7. It is crucial to support developing countries manage their worsening debt vulnerabilities to avoid a debt crisis that seriously sets back development progress. We welcome the G20’s Debt Service Suspension Initiative (DSSI) and encourage advanced economies as well as emerging markets with fiscal space to extend DSSI support beyond 2020. We encourage MDBs to find effective ways, including the net transfer of resources, to support developing countries that need a debt standstill. Private creditors should assume their global social responsibility of sharing the burden of alleviating debt distress. Furthermore, the risks of downgrades by Credit Rating Agencies that affect market access impinge on sovereign decisions to seek the necessary debt relief, which is an area that requires more work to implement effective debt standstills. We support greater debt transparency and the assistance of the IMF and the WBG in strengthening debt management and fiscal management capacities.
8. We welcome the G20’s ongoing discussions on a structured framework for debt treatments, beyond the DSSI, to support countries achieve debt sustainability. Such a framework should include mechanisms for debt restructuring and reduction when they are necessary to restore debt sustainability. We call on the IMF, WBG and other development partners to consider ways to support countries undergoing debt restructuring with the needed exceptional financing, and work urgently on mechanisms to foster fair, meaningful and timely sovereign debt resolution. The recent experiences of the Governments of Argentina and Ecuador demonstrate the challenges of private creditor coordination to reach agreement expeditiously with private creditors on the restructuring of sovereign debt.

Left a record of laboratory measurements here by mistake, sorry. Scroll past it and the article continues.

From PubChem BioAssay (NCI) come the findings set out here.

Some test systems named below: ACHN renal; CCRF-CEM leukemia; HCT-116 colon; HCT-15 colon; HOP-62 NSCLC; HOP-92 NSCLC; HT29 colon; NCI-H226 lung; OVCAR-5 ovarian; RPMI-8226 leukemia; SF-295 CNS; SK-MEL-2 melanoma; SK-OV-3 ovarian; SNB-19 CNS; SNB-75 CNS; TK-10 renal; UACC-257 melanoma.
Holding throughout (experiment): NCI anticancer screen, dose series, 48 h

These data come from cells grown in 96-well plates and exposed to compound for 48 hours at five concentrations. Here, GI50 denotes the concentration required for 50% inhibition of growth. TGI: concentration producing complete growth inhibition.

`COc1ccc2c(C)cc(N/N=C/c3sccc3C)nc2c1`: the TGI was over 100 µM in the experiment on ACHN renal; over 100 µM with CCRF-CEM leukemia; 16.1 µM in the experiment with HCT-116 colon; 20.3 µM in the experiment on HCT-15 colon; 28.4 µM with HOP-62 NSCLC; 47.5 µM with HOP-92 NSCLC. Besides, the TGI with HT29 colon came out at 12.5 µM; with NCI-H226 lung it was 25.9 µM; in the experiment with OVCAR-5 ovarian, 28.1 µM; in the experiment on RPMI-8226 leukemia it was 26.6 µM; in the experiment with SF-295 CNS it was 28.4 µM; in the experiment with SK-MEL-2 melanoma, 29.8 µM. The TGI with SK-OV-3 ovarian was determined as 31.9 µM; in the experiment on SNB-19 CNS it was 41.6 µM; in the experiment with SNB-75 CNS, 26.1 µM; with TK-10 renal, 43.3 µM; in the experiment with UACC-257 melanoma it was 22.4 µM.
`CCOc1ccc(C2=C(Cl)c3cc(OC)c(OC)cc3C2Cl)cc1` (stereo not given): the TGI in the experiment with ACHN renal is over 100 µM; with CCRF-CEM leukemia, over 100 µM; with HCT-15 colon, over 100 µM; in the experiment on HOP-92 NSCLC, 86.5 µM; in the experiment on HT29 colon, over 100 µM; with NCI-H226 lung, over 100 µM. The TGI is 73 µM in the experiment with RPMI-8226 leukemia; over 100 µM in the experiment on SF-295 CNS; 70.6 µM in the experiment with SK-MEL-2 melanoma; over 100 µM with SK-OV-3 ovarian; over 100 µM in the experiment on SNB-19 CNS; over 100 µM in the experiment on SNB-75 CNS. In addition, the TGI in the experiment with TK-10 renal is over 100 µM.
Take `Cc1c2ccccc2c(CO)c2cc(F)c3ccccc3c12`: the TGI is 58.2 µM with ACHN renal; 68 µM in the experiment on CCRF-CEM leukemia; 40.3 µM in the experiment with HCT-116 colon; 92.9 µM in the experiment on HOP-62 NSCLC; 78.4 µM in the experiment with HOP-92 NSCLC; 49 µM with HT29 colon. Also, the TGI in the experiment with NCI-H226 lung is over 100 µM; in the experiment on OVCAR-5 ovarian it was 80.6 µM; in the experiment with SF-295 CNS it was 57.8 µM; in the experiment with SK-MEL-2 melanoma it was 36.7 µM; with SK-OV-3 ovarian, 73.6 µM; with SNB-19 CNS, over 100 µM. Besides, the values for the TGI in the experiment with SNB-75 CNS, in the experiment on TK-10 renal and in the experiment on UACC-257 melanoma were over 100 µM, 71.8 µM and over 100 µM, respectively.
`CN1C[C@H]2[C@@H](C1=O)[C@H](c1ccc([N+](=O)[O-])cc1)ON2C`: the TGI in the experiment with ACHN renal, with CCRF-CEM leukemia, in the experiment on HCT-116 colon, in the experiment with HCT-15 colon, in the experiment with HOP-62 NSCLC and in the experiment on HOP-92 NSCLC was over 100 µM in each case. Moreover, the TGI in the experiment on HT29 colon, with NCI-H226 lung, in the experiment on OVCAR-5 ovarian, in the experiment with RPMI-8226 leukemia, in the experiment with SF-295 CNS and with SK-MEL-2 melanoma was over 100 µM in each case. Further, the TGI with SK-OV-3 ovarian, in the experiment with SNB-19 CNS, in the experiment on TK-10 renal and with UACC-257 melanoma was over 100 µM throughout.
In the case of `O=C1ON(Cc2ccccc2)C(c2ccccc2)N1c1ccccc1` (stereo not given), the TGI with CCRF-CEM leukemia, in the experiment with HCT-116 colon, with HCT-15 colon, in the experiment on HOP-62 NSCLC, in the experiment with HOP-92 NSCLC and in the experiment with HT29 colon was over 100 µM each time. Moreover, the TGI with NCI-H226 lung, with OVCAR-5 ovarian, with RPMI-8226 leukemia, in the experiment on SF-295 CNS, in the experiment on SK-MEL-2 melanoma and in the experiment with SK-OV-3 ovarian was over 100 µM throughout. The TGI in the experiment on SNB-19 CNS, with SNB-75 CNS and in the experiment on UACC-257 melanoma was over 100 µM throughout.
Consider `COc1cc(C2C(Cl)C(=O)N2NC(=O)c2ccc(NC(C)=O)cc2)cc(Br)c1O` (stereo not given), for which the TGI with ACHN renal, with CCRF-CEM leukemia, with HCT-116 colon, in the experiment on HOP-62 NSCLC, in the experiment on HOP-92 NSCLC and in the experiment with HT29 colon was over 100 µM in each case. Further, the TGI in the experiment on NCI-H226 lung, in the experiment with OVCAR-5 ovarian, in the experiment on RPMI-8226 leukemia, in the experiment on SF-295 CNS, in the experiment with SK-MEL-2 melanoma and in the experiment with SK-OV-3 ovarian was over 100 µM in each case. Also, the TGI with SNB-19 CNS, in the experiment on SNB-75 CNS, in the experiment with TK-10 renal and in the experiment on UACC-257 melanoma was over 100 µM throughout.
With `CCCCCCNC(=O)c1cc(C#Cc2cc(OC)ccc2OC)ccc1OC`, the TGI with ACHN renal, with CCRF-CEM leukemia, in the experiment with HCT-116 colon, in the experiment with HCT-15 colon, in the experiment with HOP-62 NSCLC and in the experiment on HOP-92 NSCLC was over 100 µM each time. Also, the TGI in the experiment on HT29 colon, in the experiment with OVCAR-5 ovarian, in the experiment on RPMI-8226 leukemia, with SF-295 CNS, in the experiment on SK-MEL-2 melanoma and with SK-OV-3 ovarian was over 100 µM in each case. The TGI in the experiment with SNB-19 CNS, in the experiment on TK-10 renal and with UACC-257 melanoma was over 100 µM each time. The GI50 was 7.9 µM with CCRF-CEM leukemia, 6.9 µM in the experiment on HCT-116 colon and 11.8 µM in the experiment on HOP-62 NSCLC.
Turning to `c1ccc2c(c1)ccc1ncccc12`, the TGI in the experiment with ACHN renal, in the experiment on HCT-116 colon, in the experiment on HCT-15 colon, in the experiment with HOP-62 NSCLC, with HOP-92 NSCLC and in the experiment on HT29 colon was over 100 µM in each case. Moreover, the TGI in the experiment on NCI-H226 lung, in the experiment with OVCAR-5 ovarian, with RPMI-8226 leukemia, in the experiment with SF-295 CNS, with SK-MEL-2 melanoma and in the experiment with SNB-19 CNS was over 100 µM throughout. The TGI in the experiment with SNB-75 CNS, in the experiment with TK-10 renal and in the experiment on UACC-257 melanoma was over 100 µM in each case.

9. We appreciate the efforts of the IMF and WBG to support EMDCs over the past six months.